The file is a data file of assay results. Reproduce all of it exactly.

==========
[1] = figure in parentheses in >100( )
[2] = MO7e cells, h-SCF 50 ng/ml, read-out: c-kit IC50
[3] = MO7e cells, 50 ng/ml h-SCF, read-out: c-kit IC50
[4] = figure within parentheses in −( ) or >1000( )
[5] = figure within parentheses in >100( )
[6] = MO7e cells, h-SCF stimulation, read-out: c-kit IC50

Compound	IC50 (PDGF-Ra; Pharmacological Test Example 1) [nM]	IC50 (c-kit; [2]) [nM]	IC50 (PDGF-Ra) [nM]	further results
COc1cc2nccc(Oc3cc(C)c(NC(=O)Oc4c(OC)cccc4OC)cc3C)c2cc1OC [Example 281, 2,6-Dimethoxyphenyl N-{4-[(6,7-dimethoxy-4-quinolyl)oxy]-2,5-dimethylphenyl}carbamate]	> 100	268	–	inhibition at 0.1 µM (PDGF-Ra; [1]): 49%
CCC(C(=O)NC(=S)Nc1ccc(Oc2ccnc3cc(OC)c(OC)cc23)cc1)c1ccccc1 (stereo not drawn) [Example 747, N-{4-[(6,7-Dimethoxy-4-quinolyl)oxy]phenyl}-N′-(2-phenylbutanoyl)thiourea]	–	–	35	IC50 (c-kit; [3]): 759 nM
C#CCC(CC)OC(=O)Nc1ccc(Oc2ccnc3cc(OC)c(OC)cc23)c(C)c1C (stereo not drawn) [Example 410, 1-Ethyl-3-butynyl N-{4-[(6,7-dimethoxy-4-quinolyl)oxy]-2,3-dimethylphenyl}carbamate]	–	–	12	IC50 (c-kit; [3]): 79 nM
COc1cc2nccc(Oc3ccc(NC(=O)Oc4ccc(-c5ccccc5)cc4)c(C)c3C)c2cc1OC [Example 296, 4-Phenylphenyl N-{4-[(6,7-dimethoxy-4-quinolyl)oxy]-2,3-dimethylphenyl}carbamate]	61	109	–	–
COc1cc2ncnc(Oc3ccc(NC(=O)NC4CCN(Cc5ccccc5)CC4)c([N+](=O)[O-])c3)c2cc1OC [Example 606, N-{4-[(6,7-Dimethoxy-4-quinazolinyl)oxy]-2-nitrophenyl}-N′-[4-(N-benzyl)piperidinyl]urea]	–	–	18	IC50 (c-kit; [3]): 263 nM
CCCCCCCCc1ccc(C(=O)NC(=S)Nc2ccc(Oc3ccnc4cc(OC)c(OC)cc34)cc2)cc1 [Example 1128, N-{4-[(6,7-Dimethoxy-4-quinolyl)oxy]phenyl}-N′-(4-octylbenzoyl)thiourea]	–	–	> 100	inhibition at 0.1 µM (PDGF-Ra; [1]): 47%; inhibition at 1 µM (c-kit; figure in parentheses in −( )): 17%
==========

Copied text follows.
[1] = figure in parentheses in >100( )
[2] = MO7e cells, h-SCF 50 ng/ml, read-out: c-kit IC50
[3] = MO7e cells, 50 ng/ml h-SCF, read-out: c-kit IC50
[4] = figure within parentheses in −( ) or >1000( )
[5] = figure within parentheses in >100( )
[6] = MO7e cells, h-SCF stimulation, read-out: c-kit IC50

Compound	IC50 (PDGF-Ra; Pharmacological Test Example 1) [nM]	IC50 (c-kit; [2]) [nM]	IC50 (PDGF-Ra) [nM]	further results
COc1cc2nccc(Oc3cc(C)c(NC(=O)Oc4c(OC)cccc4OC)cc3C)c2cc1OC [Example 281, 2,6-Dimethoxyphenyl N-{4-[(6,7-dimethoxy-4-quinolyl)oxy]-2,5-dimethylphenyl}carbamate]	> 100	268	–	inhibition at 0.1 µM (PDGF-Ra; [1]): 49%
CCC(C(=O)NC(=S)Nc1ccc(Oc2ccnc3cc(OC)c(OC)cc23)cc1)c1ccccc1 (stereo not drawn) [Example 747, N-{4-[(6,7-Dimethoxy-4-quinolyl)oxy]phenyl}-N′-(2-phenylbutanoyl)thiourea]	–	–	35	IC50 (c-kit; [3]): 759 nM
C#CCC(CC)OC(=O)Nc1ccc(Oc2ccnc3cc(OC)c(OC)cc23)c(C)c1C (stereo not drawn) [Example 410, 1-Ethyl-3-butynyl N-{4-[(6,7-dimethoxy-4-quinolyl)oxy]-2,3-dimethylphenyl}carbamate]	–	–	12	IC50 (c-kit; [3]): 79 nM
COc1cc2nccc(Oc3ccc(NC(=O)Oc4ccc(-c5ccccc5)cc4)c(C)c3C)c2cc1OC [Example 296, 4-Phenylphenyl N-{4-[(6,7-dimethoxy-4-quinolyl)oxy]-2,3-dimethylphenyl}carbamate]	61	109	–	–
COc1cc2ncnc(Oc3ccc(NC(=O)NC4CCN(Cc5ccccc5)CC4)c([N+](=O)[O-])c3)c2cc1OC [Example 606, N-{4-[(6,7-Dimethoxy-4-quinazolinyl)oxy]-2-nitrophenyl}-N′-[4-(N-benzyl)piperidinyl]urea]	–	–	18	IC50 (c-kit; [3]): 263 nM
CCCCCCCCc1ccc(C(=O)NC(=S)Nc2ccc(Oc3ccnc4cc(OC)c(OC)cc34)cc2)cc1 [Example 1128, N-{4-[(6,7-Dimethoxy-4-quinolyl)oxy]phenyl}-N′-(4-octylbenzoyl)thiourea]	–	–	> 100	inhibition at 0.1 µM (PDGF-Ra; [1]): 47%; inhibition at 1 µM (c-kit; figure in parentheses in −( )): 17%